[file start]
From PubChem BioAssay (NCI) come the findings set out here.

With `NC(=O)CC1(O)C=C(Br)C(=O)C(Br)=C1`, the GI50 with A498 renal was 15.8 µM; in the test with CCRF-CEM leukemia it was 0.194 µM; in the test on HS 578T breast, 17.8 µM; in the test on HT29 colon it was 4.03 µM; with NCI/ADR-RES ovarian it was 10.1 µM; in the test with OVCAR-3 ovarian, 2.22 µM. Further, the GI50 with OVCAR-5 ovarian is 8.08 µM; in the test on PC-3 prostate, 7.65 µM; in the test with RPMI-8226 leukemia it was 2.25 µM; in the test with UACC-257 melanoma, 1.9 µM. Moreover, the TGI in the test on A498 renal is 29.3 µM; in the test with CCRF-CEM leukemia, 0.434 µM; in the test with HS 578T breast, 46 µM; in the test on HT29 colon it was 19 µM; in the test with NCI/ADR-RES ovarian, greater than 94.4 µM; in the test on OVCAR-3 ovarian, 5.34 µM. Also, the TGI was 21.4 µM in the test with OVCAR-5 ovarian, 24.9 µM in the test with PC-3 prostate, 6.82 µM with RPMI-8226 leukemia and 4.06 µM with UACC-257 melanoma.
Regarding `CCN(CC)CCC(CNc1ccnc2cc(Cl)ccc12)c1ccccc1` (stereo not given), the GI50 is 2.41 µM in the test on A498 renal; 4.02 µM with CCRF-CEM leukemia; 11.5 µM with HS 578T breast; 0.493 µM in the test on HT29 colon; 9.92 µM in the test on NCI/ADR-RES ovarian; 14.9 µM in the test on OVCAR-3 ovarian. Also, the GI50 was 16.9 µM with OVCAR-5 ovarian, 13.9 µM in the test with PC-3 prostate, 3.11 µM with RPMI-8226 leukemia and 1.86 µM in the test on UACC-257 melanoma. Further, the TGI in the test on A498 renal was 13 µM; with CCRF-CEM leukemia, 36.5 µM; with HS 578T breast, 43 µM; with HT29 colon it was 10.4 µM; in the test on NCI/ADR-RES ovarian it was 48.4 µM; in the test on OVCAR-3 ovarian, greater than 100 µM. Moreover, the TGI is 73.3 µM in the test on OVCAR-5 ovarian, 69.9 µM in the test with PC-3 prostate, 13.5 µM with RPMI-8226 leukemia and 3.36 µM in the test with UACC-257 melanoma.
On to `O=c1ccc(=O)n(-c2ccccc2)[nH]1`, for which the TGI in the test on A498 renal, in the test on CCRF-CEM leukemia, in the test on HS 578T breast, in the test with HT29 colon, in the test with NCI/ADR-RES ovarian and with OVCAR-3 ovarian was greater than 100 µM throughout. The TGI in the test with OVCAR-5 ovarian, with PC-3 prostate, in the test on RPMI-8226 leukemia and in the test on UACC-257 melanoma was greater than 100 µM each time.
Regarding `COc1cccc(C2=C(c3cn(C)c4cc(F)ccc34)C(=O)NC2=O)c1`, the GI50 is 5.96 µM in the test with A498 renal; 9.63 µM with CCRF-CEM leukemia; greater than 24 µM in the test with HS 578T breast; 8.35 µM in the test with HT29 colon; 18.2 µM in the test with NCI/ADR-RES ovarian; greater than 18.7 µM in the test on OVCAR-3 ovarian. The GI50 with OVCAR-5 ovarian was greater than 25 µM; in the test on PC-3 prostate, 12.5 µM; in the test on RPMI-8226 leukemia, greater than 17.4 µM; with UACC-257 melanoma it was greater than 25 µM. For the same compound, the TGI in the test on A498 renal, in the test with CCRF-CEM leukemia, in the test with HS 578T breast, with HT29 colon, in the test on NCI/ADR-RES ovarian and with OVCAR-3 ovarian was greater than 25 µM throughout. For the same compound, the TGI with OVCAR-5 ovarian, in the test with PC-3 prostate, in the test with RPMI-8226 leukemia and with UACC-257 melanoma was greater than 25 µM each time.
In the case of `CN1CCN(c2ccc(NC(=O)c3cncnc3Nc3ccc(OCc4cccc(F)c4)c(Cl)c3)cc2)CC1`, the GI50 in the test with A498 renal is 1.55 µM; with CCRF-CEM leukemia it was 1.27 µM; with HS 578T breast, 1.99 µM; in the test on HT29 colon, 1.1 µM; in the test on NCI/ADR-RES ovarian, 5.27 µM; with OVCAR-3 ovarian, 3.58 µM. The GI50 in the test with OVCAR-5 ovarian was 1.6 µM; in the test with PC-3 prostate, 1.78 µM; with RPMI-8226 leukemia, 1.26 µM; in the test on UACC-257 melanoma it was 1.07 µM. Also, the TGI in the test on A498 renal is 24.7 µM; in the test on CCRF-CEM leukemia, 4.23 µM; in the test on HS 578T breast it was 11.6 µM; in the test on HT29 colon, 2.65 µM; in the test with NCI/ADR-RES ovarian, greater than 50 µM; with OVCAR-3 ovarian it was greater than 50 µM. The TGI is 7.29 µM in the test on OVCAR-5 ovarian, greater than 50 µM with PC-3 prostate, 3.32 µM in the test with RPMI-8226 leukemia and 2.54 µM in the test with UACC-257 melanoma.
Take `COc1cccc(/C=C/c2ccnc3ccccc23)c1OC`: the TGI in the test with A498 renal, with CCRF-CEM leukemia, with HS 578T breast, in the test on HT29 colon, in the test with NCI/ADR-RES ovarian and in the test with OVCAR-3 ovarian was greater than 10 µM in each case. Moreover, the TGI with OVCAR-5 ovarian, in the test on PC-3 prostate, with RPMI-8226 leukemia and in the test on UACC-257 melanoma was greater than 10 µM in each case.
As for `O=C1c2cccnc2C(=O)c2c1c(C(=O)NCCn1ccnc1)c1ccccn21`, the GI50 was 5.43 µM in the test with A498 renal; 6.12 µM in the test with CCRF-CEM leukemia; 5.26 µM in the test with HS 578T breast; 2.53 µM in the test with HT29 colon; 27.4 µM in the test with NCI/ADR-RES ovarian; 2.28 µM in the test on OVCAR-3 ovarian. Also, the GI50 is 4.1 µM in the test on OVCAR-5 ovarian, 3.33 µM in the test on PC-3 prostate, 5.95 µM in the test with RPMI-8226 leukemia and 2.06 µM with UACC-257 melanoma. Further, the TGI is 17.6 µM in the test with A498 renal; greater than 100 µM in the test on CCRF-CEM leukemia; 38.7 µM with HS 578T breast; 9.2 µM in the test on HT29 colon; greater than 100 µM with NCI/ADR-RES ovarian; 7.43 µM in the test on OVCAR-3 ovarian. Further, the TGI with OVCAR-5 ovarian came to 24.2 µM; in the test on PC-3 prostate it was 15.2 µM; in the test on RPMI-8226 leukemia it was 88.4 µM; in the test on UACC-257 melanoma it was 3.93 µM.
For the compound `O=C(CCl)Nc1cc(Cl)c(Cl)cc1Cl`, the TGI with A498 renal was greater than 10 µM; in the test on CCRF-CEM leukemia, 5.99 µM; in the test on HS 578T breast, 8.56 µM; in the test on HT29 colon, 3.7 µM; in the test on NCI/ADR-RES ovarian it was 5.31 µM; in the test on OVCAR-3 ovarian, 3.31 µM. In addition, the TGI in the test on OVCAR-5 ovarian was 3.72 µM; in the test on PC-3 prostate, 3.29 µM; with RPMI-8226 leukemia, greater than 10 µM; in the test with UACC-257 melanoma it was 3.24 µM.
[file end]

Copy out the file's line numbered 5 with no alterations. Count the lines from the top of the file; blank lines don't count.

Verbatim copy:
Regarding `COc1cccc(C2=C(c3cn(C)c4cc(F)ccc34)C(=O)NC2=O)c1`, the GI50 is 5.96 µM in the test with A498 renal; 9.63 µM with CCRF-CEM leukemia; greater than 24 µM in the test with HS 578T breast; 8.35 µM in the test with HT29 colon; 18.2 µM in the test with NCI/ADR-RES ovarian; greater than 18.7 µM in the test on OVCAR-3 ovarian. The GI50 with OVCAR-5 ovarian was greater than 25 µM; in the test on PC-3 prostate, 12.5 µM; in the test on RPMI-8226 leukemia, greater than 17.4 µM; with UACC-257 melanoma it was greater than 25 µM. For the same compound, the TGI in the test on A498 renal, in the test with CCRF-CEM leukemia, in the test with HS 578T breast, with HT29 colon, in the test on NCI/ADR-RES ovarian and with OVCAR-3 ovarian was greater than 25 µM throughout. For the same compound, the TGI with OVCAR-5 ovarian, in the test with PC-3 prostate, in the test with RPMI-8226 leukemia and with UACC-257 melanoma was greater than 25 µM each time.